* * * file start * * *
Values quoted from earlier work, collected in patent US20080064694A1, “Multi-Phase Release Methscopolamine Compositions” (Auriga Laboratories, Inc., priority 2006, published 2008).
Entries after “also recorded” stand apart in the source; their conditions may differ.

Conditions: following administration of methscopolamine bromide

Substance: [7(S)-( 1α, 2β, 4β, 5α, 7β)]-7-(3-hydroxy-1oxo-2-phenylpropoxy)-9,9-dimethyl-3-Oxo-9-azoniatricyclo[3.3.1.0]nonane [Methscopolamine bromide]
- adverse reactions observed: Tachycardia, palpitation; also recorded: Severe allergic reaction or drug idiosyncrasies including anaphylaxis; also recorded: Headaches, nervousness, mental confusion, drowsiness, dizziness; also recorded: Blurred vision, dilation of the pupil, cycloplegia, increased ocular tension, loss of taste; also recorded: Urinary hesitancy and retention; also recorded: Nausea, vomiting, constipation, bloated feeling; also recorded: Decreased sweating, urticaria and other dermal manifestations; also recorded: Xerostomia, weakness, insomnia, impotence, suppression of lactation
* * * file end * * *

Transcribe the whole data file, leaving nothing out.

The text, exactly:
Values quoted from earlier work, collected in patent US20080064694A1, “Multi-Phase Release Methscopolamine Compositions” (Auriga Laboratories, Inc., priority 2006, published 2008).
Entries after “also recorded” stand apart in the source; their conditions may differ.

Conditions: following administration of methscopolamine bromide

Substance: [7(S)-( 1α, 2β, 4β, 5α, 7β)]-7-(3-hydroxy-1oxo-2-phenylpropoxy)-9,9-dimethyl-3-Oxo-9-azoniatricyclo[3.3.1.0]nonane [Methscopolamine bromide]
- adverse reactions observed: Tachycardia, palpitation; also recorded: Severe allergic reaction or drug idiosyncrasies including anaphylaxis; also recorded: Headaches, nervousness, mental confusion, drowsiness, dizziness; also recorded: Blurred vision, dilation of the pupil, cycloplegia, increased ocular tension, loss of taste; also recorded: Urinary hesitancy and retention; also recorded: Nausea, vomiting, constipation, bloated feeling; also recorded: Decreased sweating, urticaria and other dermal manifestations; also recorded: Xerostomia, weakness, insomnia, impotence, suppression of lactation